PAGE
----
Floor vapor barrier

August 1, 2016
Basement floor vapor barrier

When installing hardwood floors, you want to protect your investment whether it’s a $0.69 laminate or a $6.69 exotic hardwood. Moisture is a big concern for flooring, you definitely don’t want it! And we’re not just talking about some water spilling or snow being tracked through the house (although, to help with that, we do recommend putting down rugs at home entrances and in front of sinks). Moisture can come up through your subfloor, especially if you are installing over concrete or below-grade. A moisture barrier is need to protect the flooring against moisture or moisture vapor. Along with the moisture barrier, you may want to install an underlayment. It insulates and cushions the flooring, making it more comfortable to walk on.

For moisture barriers, there are three basic methods of protection:

  • Nail Down Installations – In crawl spaces under the subfloor, 6 mil poly sheeting plastic should be placed over the dirt. IN addition, a 15 lb felt paper should be placed between the sub-floor and the new hardwood flooring.
  • Glue Down Installations – When gluing down wood to concrete, a moisture barrier is almost always needed, especially below-grade. Usually, a trowel applied product is recommended, such as Bostiks MVP or Mapei’s WFM.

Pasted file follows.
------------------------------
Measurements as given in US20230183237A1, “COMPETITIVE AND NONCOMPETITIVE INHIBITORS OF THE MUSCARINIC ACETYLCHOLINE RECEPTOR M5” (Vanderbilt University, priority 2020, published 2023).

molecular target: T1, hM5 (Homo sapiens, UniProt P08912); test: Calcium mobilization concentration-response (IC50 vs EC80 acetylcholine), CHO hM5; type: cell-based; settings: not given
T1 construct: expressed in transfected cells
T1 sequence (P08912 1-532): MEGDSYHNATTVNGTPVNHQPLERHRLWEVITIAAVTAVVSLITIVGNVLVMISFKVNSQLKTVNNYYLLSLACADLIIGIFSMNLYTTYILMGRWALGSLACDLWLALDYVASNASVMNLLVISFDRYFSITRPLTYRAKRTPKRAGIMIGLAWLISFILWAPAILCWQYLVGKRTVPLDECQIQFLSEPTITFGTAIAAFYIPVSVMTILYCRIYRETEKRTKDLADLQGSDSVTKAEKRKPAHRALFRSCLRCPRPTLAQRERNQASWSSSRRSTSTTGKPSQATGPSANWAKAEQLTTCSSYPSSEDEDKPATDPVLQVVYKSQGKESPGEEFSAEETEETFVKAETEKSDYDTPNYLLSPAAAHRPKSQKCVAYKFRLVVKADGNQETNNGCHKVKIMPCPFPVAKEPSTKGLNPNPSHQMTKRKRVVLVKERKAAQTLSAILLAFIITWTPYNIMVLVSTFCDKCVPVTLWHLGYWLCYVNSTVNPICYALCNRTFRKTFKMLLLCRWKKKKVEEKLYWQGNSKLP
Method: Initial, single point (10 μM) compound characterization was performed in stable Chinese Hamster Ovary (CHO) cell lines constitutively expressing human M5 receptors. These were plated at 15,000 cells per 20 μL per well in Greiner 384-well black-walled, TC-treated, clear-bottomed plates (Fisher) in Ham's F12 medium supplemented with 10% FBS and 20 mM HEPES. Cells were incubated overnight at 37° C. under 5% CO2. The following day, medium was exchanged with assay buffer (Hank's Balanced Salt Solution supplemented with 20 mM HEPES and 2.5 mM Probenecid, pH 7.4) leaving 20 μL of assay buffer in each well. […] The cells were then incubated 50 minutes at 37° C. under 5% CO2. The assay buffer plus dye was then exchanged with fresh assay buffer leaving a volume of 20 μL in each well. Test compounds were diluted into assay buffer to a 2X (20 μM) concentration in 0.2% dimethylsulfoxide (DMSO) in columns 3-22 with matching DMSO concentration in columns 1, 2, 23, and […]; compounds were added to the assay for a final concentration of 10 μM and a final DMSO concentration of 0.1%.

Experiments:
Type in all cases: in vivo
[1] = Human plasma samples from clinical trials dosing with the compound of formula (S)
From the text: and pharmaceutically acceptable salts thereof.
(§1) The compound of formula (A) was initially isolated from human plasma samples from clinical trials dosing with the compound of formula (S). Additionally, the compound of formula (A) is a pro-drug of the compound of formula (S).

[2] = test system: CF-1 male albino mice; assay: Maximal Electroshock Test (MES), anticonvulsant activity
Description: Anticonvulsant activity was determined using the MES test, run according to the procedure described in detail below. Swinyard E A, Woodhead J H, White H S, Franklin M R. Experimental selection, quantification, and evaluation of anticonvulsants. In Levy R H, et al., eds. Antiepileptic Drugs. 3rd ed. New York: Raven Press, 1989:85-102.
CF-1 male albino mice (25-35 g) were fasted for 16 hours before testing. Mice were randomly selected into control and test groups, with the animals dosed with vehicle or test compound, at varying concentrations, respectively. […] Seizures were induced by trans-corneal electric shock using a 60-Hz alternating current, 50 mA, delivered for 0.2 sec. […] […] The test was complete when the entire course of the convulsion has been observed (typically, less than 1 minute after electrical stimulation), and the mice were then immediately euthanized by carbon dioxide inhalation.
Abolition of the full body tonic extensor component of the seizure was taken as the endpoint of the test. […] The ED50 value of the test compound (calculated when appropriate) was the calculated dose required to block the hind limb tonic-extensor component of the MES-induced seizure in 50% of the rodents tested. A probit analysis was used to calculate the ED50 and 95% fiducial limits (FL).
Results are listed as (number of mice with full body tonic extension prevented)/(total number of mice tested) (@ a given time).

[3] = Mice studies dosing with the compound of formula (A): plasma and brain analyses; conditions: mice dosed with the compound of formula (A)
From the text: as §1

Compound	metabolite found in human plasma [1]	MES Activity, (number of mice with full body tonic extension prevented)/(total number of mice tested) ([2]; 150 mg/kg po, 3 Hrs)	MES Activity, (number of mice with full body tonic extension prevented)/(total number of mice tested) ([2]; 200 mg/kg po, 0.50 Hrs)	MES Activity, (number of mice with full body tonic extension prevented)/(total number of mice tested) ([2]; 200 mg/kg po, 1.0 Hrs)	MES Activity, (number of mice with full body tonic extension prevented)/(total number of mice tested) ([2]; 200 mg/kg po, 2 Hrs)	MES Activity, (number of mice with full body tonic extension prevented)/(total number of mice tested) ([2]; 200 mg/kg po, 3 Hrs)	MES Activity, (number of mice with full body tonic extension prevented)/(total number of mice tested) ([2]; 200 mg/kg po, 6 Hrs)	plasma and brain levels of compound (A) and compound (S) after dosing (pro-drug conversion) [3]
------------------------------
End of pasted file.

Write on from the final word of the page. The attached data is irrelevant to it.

• Floating Floor Installations – When installing laminate or other floating floors over cement, VCT, ceramic tiles, or kitchen vinyl, use 6 mil poly sheeting plastic as the moisture barrier. Omit plastic when covering bare wood subfloors thereby allowing the subfloor to breathe.

Some underlayments have a built in moisture barrier. These are typically used for floating floor applications. If you live in a condo, many have association rules regarding noise levels. Underlayments can really help absorb sound. As well, they can insulate the floor, leaving it warmer in the winter and cooler in the summer. Cork is especially popular for these types of applications.

One thing to consider when choosing an underlayment is that in this case, too much can be a bad thing. Installing laminate that already have a pad pre-attached over another underlayment is not recommended. Too much padding material can actually lead to a weakening of the joints from the underside resulting in the floor seperating. Our laminate that have a pad pre-attached have been tested for both sound suppression and support of the locking system and are sufficient. However, for customer wanting extra sound isolation and thermo properties, our cork underlayments are perfect for use under laminates with or without a pre-attached pad. The Quiet Walk (which has a built in moisture barrier) and Insulayment underlayment would also be appropriate.

Source: www.lumberliquidators.com
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